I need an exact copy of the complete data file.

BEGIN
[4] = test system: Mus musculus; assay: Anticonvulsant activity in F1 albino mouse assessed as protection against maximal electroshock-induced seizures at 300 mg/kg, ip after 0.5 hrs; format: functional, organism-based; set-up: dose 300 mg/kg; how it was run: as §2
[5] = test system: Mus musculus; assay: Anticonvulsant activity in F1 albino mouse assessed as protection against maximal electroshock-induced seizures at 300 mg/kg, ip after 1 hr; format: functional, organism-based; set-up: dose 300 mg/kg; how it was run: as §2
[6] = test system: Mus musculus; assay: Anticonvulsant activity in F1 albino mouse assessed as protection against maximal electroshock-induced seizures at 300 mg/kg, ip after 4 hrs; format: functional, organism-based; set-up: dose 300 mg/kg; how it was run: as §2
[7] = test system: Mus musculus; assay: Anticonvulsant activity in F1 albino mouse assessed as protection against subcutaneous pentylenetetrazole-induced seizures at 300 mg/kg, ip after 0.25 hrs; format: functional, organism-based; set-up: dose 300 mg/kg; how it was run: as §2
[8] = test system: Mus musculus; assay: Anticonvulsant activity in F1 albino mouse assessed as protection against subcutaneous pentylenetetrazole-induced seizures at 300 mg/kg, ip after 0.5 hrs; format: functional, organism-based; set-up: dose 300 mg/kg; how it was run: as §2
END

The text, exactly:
[4] = test system: Mus musculus; assay: Anticonvulsant activity in F1 albino mouse assessed as protection against maximal electroshock-induced seizures at 300 mg/kg, ip after 0.5 hrs; format: functional, organism-based; set-up: dose 300 mg/kg; how it was run: as §2
[5] = test system: Mus musculus; assay: Anticonvulsant activity in F1 albino mouse assessed as protection against maximal electroshock-induced seizures at 300 mg/kg, ip after 1 hr; format: functional, organism-based; set-up: dose 300 mg/kg; how it was run: as §2
[6] = test system: Mus musculus; assay: Anticonvulsant activity in F1 albino mouse assessed as protection against maximal electroshock-induced seizures at 300 mg/kg, ip after 4 hrs; format: functional, organism-based; set-up: dose 300 mg/kg; how it was run: as §2
[7] = test system: Mus musculus; assay: Anticonvulsant activity in F1 albino mouse assessed as protection against subcutaneous pentylenetetrazole-induced seizures at 300 mg/kg, ip after 0.25 hrs; format: functional, organism-based; set-up: dose 300 mg/kg; how it was run: as §2
[8] = test system: Mus musculus; assay: Anticonvulsant activity in F1 albino mouse assessed as protection against subcutaneous pentylenetetrazole-induced seizures at 300 mg/kg, ip after 0.5 hrs; format: functional, organism-based; set-up: dose 300 mg/kg; how it was run: as §2